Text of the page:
Tuesday, December 7, 2021

Taiwan to push pineapples into Australia

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Growcom, Media Release, 15 March 15 2021

Consumers are being warned of inferior fruit due to arrive for the first time from Taiwan.

Growcom, the peak industry body representing the Australian pineapple industry, has today voiced concerns about reports that six tonnes of fresh pineapple are to be imported into Australia from Taiwan in May.

Photo by Pineapple Supply Co. on Unsplash

“Australian consumers expect the highest standards of their fresh fruits and vegetables. That they’re delivered fresh to the grocery aisle or the food service sector, and are grown under safe and sustainable conditions,” said Richard Shannon, Manager of Policy and Advocacy at Growcom.

“Until now consumers could be extremely confident their fresh, whole pineapples were clean and green, because they’re all grown here in Australia.

“Choosing Australian grown pineapples isn’t just about buying a superior product, but also about supporting our farmers and keeping jobs in regional Australia.”

Industry also has raised concerns about reports the planned import of fresh pineapples into Australia is coming as a result of the Taiwanese recently losing access to China, their largest market.

“We understand it would be heartbreaking for Taiwanese growers to now have nowhere to send their fruit. Disruptions to trade caused by COVID-19 and changes in position taken by China continues to also hurt many Australian agriculture exporters,” said Mr Shannon.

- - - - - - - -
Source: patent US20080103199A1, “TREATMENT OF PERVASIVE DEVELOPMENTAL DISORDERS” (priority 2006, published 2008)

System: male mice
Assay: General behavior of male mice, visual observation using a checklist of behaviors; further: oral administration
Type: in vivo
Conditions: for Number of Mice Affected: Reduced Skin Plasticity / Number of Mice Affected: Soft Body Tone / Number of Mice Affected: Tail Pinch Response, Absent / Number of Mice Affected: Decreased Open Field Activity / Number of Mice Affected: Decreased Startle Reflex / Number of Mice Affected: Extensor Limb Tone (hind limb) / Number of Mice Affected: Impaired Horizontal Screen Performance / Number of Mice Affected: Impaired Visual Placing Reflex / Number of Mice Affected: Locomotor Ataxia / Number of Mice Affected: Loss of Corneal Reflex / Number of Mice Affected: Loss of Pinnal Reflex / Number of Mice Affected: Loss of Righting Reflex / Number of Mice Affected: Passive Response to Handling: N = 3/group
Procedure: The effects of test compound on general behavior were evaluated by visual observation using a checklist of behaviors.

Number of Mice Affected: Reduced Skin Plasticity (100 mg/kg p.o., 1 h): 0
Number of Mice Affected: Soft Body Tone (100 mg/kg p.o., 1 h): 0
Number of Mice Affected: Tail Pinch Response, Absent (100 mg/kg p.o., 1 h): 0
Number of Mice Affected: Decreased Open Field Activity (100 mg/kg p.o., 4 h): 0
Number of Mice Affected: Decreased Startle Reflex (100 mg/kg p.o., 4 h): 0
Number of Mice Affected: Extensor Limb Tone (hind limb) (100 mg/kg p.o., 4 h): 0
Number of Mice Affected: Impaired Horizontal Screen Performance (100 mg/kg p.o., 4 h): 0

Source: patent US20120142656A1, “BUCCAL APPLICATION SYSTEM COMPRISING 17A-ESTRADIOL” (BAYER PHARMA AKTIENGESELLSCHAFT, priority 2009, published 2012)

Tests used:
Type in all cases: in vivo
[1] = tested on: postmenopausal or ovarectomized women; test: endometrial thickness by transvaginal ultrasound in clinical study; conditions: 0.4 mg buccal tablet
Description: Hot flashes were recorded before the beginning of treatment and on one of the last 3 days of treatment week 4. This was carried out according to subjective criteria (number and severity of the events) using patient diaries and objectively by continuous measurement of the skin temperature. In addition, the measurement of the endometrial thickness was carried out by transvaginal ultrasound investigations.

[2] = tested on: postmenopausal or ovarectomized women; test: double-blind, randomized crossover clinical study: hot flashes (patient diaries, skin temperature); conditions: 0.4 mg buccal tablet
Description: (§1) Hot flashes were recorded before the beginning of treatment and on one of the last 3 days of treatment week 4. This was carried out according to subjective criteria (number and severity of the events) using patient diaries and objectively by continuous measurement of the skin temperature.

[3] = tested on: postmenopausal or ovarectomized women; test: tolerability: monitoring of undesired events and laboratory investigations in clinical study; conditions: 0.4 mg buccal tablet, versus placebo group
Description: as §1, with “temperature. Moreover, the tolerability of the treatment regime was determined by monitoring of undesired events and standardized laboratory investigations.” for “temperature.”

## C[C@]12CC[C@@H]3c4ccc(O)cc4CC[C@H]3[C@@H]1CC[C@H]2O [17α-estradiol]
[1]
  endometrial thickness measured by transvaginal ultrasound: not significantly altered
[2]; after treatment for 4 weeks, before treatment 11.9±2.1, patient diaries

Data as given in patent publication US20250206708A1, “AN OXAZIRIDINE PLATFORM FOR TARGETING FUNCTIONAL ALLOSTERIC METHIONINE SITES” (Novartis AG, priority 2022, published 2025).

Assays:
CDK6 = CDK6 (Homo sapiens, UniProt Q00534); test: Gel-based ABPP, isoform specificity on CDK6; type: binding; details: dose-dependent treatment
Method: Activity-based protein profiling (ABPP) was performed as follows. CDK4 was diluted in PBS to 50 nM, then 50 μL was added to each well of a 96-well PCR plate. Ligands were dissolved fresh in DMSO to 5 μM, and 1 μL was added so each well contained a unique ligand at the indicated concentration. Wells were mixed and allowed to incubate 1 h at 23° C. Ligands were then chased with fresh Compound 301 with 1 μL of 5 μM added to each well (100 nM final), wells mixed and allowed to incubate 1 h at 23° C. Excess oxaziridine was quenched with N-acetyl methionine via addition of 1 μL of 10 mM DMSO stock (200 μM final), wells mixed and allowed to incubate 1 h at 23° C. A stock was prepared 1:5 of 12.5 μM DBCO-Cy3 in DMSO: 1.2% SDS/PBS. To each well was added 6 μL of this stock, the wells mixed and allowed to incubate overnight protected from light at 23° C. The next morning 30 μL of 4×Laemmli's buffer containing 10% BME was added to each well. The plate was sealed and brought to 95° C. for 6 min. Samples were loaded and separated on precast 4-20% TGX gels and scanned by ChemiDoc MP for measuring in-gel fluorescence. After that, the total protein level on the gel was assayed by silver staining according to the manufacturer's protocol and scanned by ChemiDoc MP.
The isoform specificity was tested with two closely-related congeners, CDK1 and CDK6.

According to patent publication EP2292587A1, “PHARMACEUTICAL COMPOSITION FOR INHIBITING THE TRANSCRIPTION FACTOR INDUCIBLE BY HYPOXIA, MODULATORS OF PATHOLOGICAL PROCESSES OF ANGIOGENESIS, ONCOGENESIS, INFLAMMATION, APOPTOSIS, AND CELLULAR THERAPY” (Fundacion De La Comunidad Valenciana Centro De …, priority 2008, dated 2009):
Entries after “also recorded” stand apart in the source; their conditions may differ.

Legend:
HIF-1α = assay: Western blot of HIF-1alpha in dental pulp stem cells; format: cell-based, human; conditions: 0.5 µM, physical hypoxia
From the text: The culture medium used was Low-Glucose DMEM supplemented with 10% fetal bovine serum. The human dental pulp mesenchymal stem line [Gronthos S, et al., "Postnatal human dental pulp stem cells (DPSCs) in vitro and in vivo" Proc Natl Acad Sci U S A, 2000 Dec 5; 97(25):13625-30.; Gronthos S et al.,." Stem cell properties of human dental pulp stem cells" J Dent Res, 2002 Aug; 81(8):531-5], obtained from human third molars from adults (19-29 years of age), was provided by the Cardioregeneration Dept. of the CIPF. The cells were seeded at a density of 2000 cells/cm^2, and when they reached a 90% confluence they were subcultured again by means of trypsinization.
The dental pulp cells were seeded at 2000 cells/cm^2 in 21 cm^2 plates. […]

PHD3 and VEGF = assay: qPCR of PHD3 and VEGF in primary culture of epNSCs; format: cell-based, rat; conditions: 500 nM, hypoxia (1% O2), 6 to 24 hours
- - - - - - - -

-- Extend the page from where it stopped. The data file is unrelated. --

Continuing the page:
“But this shouldn’t make Australia the market of last resort. We expect the Australian Government keeps an eye on whether this trade remains fair and legal under World Trade Organisation (WTO) rules.”

Industry is also again flagging concerns raised during the recent import risk review concluded by the Australian Government, around whether biosecurity risks that come with importing fresh pineapples from Taiwan can be adequately managed.

“The risk review and the measures put in place are fine in theory. Growers however keep seeing pests and diseases enter Australia for which risk mitigation measures are already in place,” said Mr Shannon.

“We want more inspections of fresh produce arriving in Australia, not just pineapples from Taiwan but across the board.

“So we are calling on the Australian Government to urgently review its position on a biosecurity levy on containerized cargo coming into the country. It makes perfect sense. Those creating risks to both the natural environment and agriculture should be pulling their weight.”

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